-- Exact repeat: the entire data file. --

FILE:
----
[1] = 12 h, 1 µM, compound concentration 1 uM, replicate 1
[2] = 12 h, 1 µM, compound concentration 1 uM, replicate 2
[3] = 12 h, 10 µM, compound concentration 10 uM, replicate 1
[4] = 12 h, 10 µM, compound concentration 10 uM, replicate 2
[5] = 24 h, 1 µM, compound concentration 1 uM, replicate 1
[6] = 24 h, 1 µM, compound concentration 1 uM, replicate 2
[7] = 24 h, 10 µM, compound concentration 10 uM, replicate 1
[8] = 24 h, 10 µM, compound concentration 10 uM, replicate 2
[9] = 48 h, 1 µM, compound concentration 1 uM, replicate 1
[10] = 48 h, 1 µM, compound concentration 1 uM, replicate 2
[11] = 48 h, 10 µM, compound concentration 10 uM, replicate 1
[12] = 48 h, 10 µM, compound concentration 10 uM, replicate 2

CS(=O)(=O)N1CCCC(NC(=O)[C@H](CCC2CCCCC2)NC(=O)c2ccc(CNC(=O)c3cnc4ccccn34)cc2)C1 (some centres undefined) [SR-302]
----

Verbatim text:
[1] = 12 h, 1 µM, compound concentration 1 uM, replicate 1
[2] = 12 h, 1 µM, compound concentration 1 uM, replicate 2
[3] = 12 h, 10 µM, compound concentration 10 uM, replicate 1
[4] = 12 h, 10 µM, compound concentration 10 uM, replicate 2
[5] = 24 h, 1 µM, compound concentration 1 uM, replicate 1
[6] = 24 h, 1 µM, compound concentration 1 uM, replicate 2
[7] = 24 h, 10 µM, compound concentration 10 uM, replicate 1
[8] = 24 h, 10 µM, compound concentration 10 uM, replicate 2
[9] = 48 h, 1 µM, compound concentration 1 uM, replicate 1
[10] = 48 h, 1 µM, compound concentration 1 uM, replicate 2
[11] = 48 h, 10 µM, compound concentration 10 uM, replicate 1
[12] = 48 h, 10 µM, compound concentration 10 uM, replicate 2

CS(=O)(=O)N1CCCC(NC(=O)[C@H](CCC2CCCCC2)NC(=O)c2ccc(CNC(=O)c3cnc4ccccn34)cc2)C1 (some centres undefined) [SR-302]